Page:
At the end of the 1970s, industrial sociological and pedagogical criticism of the concept of the regulated occupation (cf. BECK/BRATER 1978; BECK/BRATER/DAHEIM 1980), led to a “despecialisation” of training occupations. The accusation that large groups within the population were suffering disadvantage and that important competences for personal development, enhancement of social status and occupational and professional advancement were absent from vocational education and training resulted in a broader and more substantial design concept for occupations (cf. LAUR-ERNST 2000).

Increasing Europeanisation reignited discussions regarding the viability of the concept of the regulated occupation. In the 1990s, the Anglo-Saxon concept of modularisation (cf. REULING 1996) was controversially aired as a reaction to the companies’ increasing need for flexibility. The aim was that modules would facilitate rapid adaptation of the competences of skilled workers. The reform policy adopted by the Federal Government in 1996/97 opted for a form of modularisation within the context of the concept of the regulated occupation (cf. KLOAS 1997). Training occupations were structured in such a way so as to offer internal differentiation. From 2009 onwards, modular concepts based on training occupations were piloted in the transitional area and in second-chance training for adults.

This brief retrospective view illustrates that the repeated adaptations to the concept of the training occupation, some of which have been fundamental in nature, have taken place as a reaction to societal and technical changes. Current debate does not dispute the fact that adaptation is needed because of the shift in general economic and social conditions. There are, however, controversies in terms of the extent of adaptation needed, as to whether the notion of the occupation itself should be called into question or whether the emphasis should be much more firmly placed on modernisation of the concept (cf. KRAUS 2006) and with regard to which guidelines should characterise the process.

The training occupation within the area of conflict of different functions and requirements

Challenges and the requirement for adaptation arise from the area of conflict created by the different functions the training occupation is expected to meet. Whether the occupation can fulfil the purposes of the individual, of society and of the economy and therefore also of vocational education and training itself is being called into question (cf. BAETHGE/BAETHGE-KINSKY 1998). Whereas some believe the concept of the regulated occupation to be too rigid by dint of the fact that it is no longer able to offer individuals useful guidance for their journey through life, (cf. VOß 1997), others stress the “lasting social cohesion” it provides (cf. KONIETZKA/LEMPERT 1998).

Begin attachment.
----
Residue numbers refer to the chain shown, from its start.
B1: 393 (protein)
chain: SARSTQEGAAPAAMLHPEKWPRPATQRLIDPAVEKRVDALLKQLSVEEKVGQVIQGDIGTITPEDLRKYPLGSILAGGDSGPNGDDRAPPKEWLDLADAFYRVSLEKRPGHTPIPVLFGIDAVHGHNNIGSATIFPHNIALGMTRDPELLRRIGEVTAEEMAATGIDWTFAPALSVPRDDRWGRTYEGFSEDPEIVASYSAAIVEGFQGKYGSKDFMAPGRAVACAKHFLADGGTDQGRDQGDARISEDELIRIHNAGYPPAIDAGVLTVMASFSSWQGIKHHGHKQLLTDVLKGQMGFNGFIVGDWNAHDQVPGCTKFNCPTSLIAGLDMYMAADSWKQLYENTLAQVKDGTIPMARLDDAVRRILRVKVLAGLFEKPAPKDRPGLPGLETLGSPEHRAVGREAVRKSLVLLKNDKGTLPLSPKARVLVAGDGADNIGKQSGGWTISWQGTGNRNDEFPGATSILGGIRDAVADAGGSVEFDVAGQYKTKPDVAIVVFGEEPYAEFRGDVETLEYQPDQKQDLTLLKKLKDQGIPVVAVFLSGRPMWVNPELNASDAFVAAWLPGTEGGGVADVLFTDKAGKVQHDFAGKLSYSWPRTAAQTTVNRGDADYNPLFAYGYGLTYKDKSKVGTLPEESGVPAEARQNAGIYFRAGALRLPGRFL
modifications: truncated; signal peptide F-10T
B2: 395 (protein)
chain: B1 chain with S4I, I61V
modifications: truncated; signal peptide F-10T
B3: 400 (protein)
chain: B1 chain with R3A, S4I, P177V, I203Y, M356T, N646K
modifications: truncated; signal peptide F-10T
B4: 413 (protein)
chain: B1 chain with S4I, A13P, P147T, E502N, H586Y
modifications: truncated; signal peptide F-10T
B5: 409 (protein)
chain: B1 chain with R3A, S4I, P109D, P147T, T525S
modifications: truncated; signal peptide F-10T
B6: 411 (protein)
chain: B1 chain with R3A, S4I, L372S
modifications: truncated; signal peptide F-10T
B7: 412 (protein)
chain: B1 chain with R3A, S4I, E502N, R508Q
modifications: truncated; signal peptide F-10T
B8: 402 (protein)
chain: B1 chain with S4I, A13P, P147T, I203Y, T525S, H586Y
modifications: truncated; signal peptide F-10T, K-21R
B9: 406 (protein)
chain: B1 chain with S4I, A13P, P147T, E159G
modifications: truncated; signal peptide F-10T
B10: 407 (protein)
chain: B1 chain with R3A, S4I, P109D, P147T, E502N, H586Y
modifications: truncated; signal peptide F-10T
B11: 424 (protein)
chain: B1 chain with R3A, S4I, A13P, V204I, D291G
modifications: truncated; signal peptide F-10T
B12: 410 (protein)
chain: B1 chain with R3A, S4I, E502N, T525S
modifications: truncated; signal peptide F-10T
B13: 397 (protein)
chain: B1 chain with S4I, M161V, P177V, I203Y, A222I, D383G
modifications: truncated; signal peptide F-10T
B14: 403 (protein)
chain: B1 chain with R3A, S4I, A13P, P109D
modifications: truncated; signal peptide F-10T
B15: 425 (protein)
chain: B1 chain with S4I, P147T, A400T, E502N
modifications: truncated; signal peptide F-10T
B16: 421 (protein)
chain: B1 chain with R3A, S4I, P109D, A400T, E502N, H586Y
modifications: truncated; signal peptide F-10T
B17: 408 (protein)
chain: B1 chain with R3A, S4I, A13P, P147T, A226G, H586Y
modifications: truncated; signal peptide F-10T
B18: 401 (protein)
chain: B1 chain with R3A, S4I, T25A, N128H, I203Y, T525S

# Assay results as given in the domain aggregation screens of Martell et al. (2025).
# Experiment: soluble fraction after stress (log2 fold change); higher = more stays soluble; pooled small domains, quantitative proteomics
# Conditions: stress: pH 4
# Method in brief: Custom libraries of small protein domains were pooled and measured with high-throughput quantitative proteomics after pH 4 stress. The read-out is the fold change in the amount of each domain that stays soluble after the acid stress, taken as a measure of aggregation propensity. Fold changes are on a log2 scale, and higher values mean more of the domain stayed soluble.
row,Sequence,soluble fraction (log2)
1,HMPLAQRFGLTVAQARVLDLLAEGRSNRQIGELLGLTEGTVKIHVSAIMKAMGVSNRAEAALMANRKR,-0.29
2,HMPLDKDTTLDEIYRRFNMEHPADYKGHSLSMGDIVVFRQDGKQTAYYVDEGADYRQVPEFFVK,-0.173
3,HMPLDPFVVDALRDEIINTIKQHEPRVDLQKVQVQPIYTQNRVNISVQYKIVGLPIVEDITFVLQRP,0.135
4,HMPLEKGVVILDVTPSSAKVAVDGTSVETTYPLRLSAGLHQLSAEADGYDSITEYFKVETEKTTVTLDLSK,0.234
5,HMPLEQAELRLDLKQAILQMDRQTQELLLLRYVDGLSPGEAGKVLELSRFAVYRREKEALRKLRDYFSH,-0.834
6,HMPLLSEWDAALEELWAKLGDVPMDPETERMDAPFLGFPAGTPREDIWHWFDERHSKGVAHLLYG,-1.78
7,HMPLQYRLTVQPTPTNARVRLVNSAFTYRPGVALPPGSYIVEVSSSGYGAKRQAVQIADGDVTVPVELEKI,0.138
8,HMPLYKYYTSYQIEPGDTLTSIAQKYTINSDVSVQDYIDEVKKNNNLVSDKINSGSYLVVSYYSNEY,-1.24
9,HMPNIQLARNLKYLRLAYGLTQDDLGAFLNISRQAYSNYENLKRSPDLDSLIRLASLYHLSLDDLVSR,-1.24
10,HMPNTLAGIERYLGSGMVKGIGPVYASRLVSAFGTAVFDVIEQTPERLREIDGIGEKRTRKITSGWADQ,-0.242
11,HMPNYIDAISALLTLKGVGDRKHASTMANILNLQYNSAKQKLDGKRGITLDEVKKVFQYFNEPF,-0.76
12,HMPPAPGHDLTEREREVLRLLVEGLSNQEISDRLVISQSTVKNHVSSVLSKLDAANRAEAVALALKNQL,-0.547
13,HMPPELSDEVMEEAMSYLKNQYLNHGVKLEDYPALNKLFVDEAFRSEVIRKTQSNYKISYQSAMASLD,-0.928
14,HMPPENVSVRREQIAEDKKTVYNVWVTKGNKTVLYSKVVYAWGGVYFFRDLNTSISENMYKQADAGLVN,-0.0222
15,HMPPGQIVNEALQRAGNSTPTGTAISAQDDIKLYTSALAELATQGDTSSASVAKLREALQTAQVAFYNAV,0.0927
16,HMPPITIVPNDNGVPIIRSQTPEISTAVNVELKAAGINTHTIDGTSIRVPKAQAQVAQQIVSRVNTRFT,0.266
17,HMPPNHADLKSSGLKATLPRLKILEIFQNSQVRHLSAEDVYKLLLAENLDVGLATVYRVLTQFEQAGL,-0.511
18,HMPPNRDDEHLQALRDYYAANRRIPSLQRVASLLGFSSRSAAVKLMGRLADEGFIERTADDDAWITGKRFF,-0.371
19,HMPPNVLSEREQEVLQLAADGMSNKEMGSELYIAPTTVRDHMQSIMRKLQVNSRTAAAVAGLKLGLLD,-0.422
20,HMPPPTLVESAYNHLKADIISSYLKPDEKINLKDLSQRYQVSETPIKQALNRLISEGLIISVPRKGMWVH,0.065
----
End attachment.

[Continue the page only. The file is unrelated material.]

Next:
The debate surrounding employability is lending significance to a further personally related paradigm, which is primarily aligned to the needs of the labour market (cf. KRAUS 2006, pp. 61 ff.). With the support of minimalist adaptation training, the demand for mobility and flexibility formulated within the context is subordinating vocational training entirely to the dictates of the market and to this extent may be viewed as a counter-concept to the regulated occupation which views comprehensive employability skills as the target dimension of vocational education and training processes.

It should be noted that alignment to both company requirements and to educational policy and societal needs has always enabled stakeholders to find sustainable and future-oriented solutions which have contributed to the success of the dual system and to the international recognition it enjoys. The concept of the regulated occupation has proved itself to be an effective instrument to support training at the intermediate skilled worker level and has helped to consolidate and expand Germany as a production location and the country’s economic performance in the high-tech sector in particular.

The training occupation as the starting point for qualified skilled work

Figure Empoyment system - Eduational system
Figure Functions of the training occupation at the interface between the educational and employment system